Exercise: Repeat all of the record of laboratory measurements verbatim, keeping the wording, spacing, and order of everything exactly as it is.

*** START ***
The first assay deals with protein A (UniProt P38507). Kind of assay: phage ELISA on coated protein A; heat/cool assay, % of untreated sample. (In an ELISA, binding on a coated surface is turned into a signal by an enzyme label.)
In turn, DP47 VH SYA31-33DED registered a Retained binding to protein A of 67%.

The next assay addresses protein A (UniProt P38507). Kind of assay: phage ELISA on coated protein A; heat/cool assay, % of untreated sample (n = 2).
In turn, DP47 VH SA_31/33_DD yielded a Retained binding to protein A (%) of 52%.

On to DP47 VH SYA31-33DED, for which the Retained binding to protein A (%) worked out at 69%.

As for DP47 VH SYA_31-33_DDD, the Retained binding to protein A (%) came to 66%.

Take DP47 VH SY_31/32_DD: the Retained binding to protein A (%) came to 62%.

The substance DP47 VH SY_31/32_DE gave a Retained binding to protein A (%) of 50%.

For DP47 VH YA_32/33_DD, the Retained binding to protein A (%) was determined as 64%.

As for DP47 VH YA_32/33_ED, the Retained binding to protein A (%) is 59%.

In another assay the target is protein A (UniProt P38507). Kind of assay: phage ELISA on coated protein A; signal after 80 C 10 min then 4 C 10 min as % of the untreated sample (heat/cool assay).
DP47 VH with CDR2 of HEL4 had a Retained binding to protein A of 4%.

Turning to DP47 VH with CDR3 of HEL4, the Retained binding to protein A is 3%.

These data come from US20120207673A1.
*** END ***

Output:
The first assay deals with protein A (UniProt P38507). Kind of assay: phage ELISA on coated protein A; heat/cool assay, % of untreated sample. (In an ELISA, binding on a coated surface is turned into a signal by an enzyme label.)
In turn, DP47 VH SYA31-33DED registered a Retained binding to protein A of 67%.

The next assay addresses protein A (UniProt P38507). Kind of assay: phage ELISA on coated protein A; heat/cool assay, % of untreated sample (n = 2).
In turn, DP47 VH SA_31/33_DD yielded a Retained binding to protein A (%) of 52%.

On to DP47 VH SYA31-33DED, for which the Retained binding to protein A (%) worked out at 69%.

As for DP47 VH SYA_31-33_DDD, the Retained binding to protein A (%) came to 66%.

Take DP47 VH SY_31/32_DD: the Retained binding to protein A (%) came to 62%.

The substance DP47 VH SY_31/32_DE gave a Retained binding to protein A (%) of 50%.

For DP47 VH YA_32/33_DD, the Retained binding to protein A (%) was determined as 64%.

As for DP47 VH YA_32/33_ED, the Retained binding to protein A (%) is 59%.

In another assay the target is protein A (UniProt P38507). Kind of assay: phage ELISA on coated protein A; signal after 80 C 10 min then 4 C 10 min as % of the untreated sample (heat/cool assay).
DP47 VH with CDR2 of HEL4 had a Retained binding to protein A of 4%.

Turning to DP47 VH with CDR3 of HEL4, the Retained binding to protein A is 3%.

These data come from US20120207673A1.